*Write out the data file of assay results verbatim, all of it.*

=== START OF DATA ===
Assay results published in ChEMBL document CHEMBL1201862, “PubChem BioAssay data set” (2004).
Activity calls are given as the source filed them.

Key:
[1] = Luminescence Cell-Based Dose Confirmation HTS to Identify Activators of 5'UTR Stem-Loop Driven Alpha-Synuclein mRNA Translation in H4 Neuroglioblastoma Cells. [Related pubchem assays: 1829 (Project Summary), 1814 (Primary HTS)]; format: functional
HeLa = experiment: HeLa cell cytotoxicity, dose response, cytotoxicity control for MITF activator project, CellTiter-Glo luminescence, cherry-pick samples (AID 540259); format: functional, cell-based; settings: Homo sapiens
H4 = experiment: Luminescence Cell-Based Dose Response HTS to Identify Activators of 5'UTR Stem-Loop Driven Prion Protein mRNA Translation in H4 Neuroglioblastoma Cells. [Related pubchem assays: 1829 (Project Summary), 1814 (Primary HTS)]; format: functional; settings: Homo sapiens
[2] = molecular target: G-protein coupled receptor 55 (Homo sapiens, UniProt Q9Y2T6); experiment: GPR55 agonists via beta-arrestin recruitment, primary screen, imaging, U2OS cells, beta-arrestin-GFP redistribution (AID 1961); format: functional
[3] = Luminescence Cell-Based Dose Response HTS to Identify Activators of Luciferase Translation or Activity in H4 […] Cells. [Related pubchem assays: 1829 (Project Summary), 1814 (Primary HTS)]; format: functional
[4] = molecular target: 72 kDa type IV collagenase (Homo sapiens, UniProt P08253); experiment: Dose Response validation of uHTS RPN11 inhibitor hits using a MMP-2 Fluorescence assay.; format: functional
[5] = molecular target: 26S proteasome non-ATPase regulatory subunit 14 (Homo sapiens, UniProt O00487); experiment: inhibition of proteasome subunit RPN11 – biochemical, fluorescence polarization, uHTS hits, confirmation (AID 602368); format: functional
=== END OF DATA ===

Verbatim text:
Assay results published in ChEMBL document CHEMBL1201862, “PubChem BioAssay data set” (2004).
Activity calls are given as the source filed them.

Key:
[1] = Luminescence Cell-Based Dose Confirmation HTS to Identify Activators of 5'UTR Stem-Loop Driven Alpha-Synuclein mRNA Translation in H4 Neuroglioblastoma Cells. [Related pubchem assays: 1829 (Project Summary), 1814 (Primary HTS)]; format: functional
HeLa = experiment: HeLa cell cytotoxicity, dose response, cytotoxicity control for MITF activator project, CellTiter-Glo luminescence, cherry-pick samples (AID 540259); format: functional, cell-based; settings: Homo sapiens
H4 = experiment: Luminescence Cell-Based Dose Response HTS to Identify Activators of 5'UTR Stem-Loop Driven Prion Protein mRNA Translation in H4 Neuroglioblastoma Cells. [Related pubchem assays: 1829 (Project Summary), 1814 (Primary HTS)]; format: functional; settings: Homo sapiens
[2] = molecular target: G-protein coupled receptor 55 (Homo sapiens, UniProt Q9Y2T6); experiment: GPR55 agonists via beta-arrestin recruitment, primary screen, imaging, U2OS cells, beta-arrestin-GFP redistribution (AID 1961); format: functional
[3] = Luminescence Cell-Based Dose Response HTS to Identify Activators of Luciferase Translation or Activity in H4 […] Cells. [Related pubchem assays: 1829 (Project Summary), 1814 (Primary HTS)]; format: functional
[4] = molecular target: 72 kDa type IV collagenase (Homo sapiens, UniProt P08253); experiment: Dose Response validation of uHTS RPN11 inhibitor hits using a MMP-2 Fluorescence assay.; format: functional
[5] = molecular target: 26S proteasome non-ATPase regulatory subunit 14 (Homo sapiens, UniProt O00487); experiment: inhibition of proteasome subunit RPN11 – biochemical, fluorescence polarization, uHTS hits, confirmation (AID 602368); format: functional